An Open Letter to the Worldwide Web

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Dear Worldwide Web

Or if I maybe familiar www, I am writing to express my amazement and appreciation of the contribution you have made since you emerged in our world nearly 25 years ago.

My sons are oblivious of the world before it had a worldwide web but as a child of the 60s I am constantly amazed at how we managed without you.  I am befuddled as to how you do what you do but I am grateful that I can search your resources for cultivation information on some obscure plant, I can order a last-minute present for my niece without traipsing around the town looking for  inspiration, my mother can email her brothers on the other side of the world, my son can set out his wares in the job market in an innovative way and I can find a recipe for dinner tonight – all from the comfort of our sofas.  Through you the world has become smaller, we can meet people from nearly anywhere in the world, and most importantly nearly everyone can access information.

Information is power, through knowledge and education we can shape our world and make informed choices.  But sometimes the information is too much, it appears too quickly, we are overwhelmed by images of tragic and difficult events, we no longer have the buffer zone of distance and editorship.  We can react to images without always considering the broader context, and our views can be influenced by clever manipulation of what we see. There are some that abuse your resources, to prey on the vulnerable and who use it to cause unhappiness and hate amongst us.

I think you are one of most significant inventions of the last two centuries. Your creation has revolutionised the world as much or more than the combustion energy and discovery of nuclear power. But, the human race needs to learn how to manage your power and capabilities.  Like a child with a new toy we are obsessed and seek to find answers to everything in you.  We need to remember that most of the things we use you for we could do just as well, albeit it maybe slower, before you arrived and I am sure you will forgive me if I would still rather pick up and read a printed book or have a chat on the telephone with a friend.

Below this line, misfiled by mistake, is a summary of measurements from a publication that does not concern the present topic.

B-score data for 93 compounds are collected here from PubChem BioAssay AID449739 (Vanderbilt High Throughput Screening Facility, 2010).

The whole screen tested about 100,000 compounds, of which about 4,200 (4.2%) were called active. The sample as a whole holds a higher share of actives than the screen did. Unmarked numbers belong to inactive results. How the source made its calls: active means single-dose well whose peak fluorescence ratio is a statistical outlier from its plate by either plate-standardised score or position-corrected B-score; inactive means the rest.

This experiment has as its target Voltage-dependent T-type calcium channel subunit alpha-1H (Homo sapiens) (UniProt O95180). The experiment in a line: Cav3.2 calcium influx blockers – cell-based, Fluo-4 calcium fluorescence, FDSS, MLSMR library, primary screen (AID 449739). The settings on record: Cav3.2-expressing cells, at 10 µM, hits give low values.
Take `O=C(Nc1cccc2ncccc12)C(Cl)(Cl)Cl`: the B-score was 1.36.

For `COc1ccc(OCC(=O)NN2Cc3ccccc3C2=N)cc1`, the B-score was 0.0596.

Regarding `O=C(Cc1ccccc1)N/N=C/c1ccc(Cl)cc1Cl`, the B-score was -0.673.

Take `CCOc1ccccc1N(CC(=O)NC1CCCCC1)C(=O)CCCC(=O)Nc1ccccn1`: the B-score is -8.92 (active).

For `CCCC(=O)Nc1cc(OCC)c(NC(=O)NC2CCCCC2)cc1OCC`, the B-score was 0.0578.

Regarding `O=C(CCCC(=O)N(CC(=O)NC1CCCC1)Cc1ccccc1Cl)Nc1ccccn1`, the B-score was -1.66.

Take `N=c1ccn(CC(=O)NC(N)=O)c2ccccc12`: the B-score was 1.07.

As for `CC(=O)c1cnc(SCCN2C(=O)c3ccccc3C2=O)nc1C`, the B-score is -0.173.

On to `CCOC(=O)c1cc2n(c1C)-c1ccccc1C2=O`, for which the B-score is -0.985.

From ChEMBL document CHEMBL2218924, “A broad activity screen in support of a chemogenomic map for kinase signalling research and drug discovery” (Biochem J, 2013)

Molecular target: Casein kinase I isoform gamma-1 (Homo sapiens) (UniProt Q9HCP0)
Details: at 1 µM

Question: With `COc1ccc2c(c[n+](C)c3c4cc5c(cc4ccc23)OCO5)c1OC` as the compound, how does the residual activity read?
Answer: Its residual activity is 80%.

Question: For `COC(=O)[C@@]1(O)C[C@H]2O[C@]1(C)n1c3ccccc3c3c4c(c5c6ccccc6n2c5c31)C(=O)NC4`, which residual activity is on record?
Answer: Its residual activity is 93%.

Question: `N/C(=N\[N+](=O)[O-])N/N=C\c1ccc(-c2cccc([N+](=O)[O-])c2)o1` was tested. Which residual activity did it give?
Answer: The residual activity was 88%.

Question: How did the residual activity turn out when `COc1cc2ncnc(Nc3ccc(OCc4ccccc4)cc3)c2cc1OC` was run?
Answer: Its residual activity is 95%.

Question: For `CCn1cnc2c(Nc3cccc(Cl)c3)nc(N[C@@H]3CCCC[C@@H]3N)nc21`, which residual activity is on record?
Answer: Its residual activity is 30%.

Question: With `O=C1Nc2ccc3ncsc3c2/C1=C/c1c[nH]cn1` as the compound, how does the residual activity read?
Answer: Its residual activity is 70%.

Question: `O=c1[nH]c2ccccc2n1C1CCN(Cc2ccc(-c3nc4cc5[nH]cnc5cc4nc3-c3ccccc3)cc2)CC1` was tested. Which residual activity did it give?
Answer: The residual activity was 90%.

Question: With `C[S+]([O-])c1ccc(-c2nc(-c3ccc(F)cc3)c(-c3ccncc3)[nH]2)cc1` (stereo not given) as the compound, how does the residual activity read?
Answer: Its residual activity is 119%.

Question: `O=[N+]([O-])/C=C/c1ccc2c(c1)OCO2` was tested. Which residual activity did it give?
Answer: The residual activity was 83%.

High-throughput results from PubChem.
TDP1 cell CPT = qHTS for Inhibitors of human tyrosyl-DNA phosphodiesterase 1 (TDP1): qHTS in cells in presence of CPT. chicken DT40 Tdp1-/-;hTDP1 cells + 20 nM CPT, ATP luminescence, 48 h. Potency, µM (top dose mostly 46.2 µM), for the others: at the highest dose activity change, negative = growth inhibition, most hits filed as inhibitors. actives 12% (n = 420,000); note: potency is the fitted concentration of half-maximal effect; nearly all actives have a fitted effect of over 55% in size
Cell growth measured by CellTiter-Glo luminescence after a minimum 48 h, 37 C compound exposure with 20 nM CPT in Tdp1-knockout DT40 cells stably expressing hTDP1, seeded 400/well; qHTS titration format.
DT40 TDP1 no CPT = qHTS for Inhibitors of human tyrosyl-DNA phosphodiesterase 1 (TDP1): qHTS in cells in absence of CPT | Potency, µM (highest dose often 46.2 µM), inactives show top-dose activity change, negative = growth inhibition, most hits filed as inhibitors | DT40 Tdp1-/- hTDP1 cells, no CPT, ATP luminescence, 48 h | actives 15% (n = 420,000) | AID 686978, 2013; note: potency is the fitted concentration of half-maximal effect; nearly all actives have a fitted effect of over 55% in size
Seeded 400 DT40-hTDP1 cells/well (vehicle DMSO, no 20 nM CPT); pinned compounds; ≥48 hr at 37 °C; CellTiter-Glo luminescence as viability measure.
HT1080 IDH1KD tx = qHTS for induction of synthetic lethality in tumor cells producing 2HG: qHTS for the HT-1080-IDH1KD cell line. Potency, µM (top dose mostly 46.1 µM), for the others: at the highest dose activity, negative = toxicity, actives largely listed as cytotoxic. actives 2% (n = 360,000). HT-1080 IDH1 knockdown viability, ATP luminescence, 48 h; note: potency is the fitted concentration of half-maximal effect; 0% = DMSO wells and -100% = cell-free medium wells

Thank you for opening my eyes to things and people I knew nothing about but this evening I will be ignoring you and reading my book.


This was written as an assignment on Writing 101 – the brief was to write an open letter to so


7 Comments Add yours

  1. Diana Studer says:

    We are the between generation, who can remember before.
    I don’t think I’ll ever be happy to read for pleasure online – I do prefer almost everything about a dead tree book. But then the internet lures me back to look something up …

  2. Yep, fellow child of the Sixties and dead-tree fanatic here. On the other hand, until I looked online, the only other people I knew who embroidered were all related to me… !

  3. Nice take on the prompt! Great last line.

  4. Anna says:

    Hear, hear Helen!

  5. It is truly a gift to have seen so many major changes over time. I now have a better appreciation of what my grandfather was thinking when he spoke of watching flight become a reality and then watching a man walk on the moon.

  6. Loree says:

    Wouldn’t know of you if not for the http://WWW…while I think it a huge positive I also am of the age to remember the before. We managed, somehow.

  7. Cathy says:

    A far cry from our first experience of the strange concept that was an email….and the internet speed of a snail that also tied up the phone line for ages…. 🙂 As well as emails, I love the immediacy of getting information almost immediately instead of having to search all my reference books – but I would like to think I will never get rid of them. And as for reading – definitely the paper version for me too!

Please feel free to leave comments as its always lovely to get feedback. I try to respond to comments as much as possible but sometimes life and work get in the way but I will do my best to respond especially if your comment is a question.

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